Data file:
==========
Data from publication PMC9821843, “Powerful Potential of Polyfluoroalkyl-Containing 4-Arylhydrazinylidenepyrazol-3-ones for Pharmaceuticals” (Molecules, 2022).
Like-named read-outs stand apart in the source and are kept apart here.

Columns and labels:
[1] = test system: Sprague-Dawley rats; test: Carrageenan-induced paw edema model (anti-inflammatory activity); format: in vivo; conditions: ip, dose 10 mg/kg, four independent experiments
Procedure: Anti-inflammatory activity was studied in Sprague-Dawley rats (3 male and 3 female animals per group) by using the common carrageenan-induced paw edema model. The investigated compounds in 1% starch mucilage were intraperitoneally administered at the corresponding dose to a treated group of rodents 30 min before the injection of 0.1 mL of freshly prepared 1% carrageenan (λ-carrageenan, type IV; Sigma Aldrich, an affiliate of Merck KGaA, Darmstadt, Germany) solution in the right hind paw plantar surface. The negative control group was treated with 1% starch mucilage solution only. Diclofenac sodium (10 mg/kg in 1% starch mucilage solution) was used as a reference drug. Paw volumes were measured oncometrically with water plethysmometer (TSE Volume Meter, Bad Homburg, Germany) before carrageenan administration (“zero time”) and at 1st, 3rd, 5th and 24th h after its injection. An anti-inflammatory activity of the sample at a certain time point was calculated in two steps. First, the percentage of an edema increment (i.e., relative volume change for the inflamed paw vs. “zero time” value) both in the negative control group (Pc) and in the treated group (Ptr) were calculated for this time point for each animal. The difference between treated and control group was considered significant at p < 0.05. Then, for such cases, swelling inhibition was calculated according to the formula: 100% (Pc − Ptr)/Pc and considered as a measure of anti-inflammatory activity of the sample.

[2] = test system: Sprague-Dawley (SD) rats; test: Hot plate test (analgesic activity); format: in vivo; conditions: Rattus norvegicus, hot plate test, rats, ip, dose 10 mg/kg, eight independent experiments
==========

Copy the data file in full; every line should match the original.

Data from publication PMC9821843, “Powerful Potential of Polyfluoroalkyl-Containing 4-Arylhydrazinylidenepyrazol-3-ones for Pharmaceuticals” (Molecules, 2022).
Like-named read-outs stand apart in the source and are kept apart here.

Columns and labels:
[1] = test system: Sprague-Dawley rats; test: Carrageenan-induced paw edema model (anti-inflammatory activity); format: in vivo; conditions: ip, dose 10 mg/kg, four independent experiments
Procedure: Anti-inflammatory activity was studied in Sprague-Dawley rats (3 male and 3 female animals per group) by using the common carrageenan-induced paw edema model. The investigated compounds in 1% starch mucilage were intraperitoneally administered at the corresponding dose to a treated group of rodents 30 min before the injection of 0.1 mL of freshly prepared 1% carrageenan (λ-carrageenan, type IV; Sigma Aldrich, an affiliate of Merck KGaA, Darmstadt, Germany) solution in the right hind paw plantar surface. The negative control group was treated with 1% starch mucilage solution only. Diclofenac sodium (10 mg/kg in 1% starch mucilage solution) was used as a reference drug. Paw volumes were measured oncometrically with water plethysmometer (TSE Volume Meter, Bad Homburg, Germany) before carrageenan administration (“zero time”) and at 1st, 3rd, 5th and 24th h after its injection. An anti-inflammatory activity of the sample at a certain time point was calculated in two steps. First, the percentage of an edema increment (i.e., relative volume change for the inflamed paw vs. “zero time” value) both in the negative control group (Pc) and in the treated group (Ptr) were calculated for this time point for each animal. The difference between treated and control group was considered significant at p < 0.05. Then, for such cases, swelling inhibition was calculated according to the formula: 100% (Pc − Ptr)/Pc and considered as a measure of anti-inflammatory activity of the sample.

[2] = test system: Sprague-Dawley (SD) rats; test: Hot plate test (analgesic activity); format: in vivo; conditions: Rattus norvegicus, hot plate test, rats, ip, dose 10 mg/kg, eight independent experiments